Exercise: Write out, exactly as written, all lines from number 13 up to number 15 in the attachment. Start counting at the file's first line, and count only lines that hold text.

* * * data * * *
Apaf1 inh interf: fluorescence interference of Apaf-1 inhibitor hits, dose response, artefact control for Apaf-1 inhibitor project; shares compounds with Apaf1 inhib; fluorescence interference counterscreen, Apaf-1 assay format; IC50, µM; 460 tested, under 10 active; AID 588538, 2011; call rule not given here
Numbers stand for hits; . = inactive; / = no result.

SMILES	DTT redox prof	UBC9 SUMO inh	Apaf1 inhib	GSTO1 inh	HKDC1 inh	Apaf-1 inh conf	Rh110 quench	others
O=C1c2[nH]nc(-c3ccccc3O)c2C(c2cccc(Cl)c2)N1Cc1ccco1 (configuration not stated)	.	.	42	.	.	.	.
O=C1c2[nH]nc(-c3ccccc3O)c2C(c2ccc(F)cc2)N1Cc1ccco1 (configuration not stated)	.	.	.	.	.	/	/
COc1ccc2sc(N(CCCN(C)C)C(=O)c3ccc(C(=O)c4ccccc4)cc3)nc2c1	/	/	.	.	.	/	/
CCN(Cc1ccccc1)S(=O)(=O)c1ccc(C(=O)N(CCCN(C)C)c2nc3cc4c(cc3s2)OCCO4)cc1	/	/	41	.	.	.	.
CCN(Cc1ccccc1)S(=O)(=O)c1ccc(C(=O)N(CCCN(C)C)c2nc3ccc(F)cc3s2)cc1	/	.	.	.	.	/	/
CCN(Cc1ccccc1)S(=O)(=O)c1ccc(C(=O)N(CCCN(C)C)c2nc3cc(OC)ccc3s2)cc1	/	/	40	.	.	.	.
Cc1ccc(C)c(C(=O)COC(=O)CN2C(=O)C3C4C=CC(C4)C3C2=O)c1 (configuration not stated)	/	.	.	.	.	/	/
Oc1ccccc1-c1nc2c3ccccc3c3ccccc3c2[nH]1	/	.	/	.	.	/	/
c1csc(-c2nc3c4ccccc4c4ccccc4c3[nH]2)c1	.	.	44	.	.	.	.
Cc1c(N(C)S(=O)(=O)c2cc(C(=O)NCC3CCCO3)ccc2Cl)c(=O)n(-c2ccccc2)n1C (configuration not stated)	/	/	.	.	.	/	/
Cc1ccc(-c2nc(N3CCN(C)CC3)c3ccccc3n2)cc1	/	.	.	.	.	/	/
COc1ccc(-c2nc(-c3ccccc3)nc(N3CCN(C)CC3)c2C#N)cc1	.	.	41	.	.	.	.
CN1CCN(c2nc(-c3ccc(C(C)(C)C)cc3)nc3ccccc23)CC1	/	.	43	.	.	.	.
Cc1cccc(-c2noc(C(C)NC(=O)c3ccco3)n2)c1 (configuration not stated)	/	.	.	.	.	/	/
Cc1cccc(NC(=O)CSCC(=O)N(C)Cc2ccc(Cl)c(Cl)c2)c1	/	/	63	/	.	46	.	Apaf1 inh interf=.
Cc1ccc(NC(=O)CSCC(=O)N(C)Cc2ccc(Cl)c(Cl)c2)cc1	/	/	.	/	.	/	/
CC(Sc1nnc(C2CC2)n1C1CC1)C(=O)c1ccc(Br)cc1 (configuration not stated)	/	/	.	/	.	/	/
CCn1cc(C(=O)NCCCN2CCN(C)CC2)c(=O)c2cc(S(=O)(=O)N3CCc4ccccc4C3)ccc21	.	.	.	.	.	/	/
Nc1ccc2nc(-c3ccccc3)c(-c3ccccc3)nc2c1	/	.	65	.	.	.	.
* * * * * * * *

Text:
Cc1c(N(C)S(=O)(=O)c2cc(C(=O)NCC3CCCO3)ccc2Cl)c(=O)n(-c2ccccc2)n1C (configuration not stated)	/	/	.	.	.	/	/
Cc1ccc(-c2nc(N3CCN(C)CC3)c3ccccc3n2)cc1	/	.	.	.	.	/	/
COc1ccc(-c2nc(-c3ccccc3)nc(N3CCN(C)CC3)c2C#N)cc1	.	.	41	.	.	.	.